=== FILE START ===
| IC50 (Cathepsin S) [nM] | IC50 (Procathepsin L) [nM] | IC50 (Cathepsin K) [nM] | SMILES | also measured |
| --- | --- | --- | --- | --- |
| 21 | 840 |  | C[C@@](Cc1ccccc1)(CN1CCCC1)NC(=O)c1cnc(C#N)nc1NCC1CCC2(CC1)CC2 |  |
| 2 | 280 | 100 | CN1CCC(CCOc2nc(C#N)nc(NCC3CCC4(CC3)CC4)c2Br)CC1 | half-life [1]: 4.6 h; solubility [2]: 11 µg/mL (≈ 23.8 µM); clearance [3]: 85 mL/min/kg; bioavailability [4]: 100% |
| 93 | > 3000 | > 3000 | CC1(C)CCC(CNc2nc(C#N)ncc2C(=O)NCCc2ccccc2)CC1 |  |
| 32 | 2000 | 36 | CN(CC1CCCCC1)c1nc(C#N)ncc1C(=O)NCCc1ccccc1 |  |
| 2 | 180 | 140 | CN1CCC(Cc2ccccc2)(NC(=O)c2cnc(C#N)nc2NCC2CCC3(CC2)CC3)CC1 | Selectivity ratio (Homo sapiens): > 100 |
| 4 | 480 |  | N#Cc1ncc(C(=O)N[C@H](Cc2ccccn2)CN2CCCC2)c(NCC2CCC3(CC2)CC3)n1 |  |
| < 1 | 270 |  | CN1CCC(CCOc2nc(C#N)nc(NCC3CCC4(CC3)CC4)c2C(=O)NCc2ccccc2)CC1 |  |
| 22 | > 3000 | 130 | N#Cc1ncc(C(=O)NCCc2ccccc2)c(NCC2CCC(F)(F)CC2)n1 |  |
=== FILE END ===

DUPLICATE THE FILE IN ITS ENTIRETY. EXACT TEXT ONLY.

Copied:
| IC50 (Cathepsin S) [nM] | IC50 (Procathepsin L) [nM] | IC50 (Cathepsin K) [nM] | SMILES | also measured |
| --- | --- | --- | --- | --- |
| 21 | 840 |  | C[C@@](Cc1ccccc1)(CN1CCCC1)NC(=O)c1cnc(C#N)nc1NCC1CCC2(CC1)CC2 |  |
| 2 | 280 | 100 | CN1CCC(CCOc2nc(C#N)nc(NCC3CCC4(CC3)CC4)c2Br)CC1 | half-life [1]: 4.6 h; solubility [2]: 11 µg/mL (≈ 23.8 µM); clearance [3]: 85 mL/min/kg; bioavailability [4]: 100% |
| 93 | > 3000 | > 3000 | CC1(C)CCC(CNc2nc(C#N)ncc2C(=O)NCCc2ccccc2)CC1 |  |
| 32 | 2000 | 36 | CN(CC1CCCCC1)c1nc(C#N)ncc1C(=O)NCCc1ccccc1 |  |
| 2 | 180 | 140 | CN1CCC(Cc2ccccc2)(NC(=O)c2cnc(C#N)nc2NCC2CCC3(CC2)CC3)CC1 | Selectivity ratio (Homo sapiens): > 100 |
| 4 | 480 |  | N#Cc1ncc(C(=O)N[C@H](Cc2ccccn2)CN2CCCC2)c(NCC2CCC3(CC2)CC3)n1 |  |
| < 1 | 270 |  | CN1CCC(CCOc2nc(C#N)nc(NCC3CCC4(CC3)CC4)c2C(=O)NCc2ccccc2)CC1 |  |
| 22 | > 3000 | 130 | N#Cc1ncc(C(=O)NCCc2ccccc2)c(NCC2CCC(F)(F)CC2)n1 |  |